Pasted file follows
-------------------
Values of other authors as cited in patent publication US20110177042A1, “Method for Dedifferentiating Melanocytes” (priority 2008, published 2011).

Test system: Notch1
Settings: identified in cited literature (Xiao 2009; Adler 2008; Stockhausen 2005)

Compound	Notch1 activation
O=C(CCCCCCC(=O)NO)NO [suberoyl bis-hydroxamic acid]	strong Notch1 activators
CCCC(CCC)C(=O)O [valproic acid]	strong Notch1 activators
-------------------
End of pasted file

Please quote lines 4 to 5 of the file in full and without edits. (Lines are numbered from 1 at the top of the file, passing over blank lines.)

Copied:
Compound	Notch1 activation
O=C(CCCCCCC(=O)NO)NO [suberoyl bis-hydroxamic acid]	strong Notch1 activators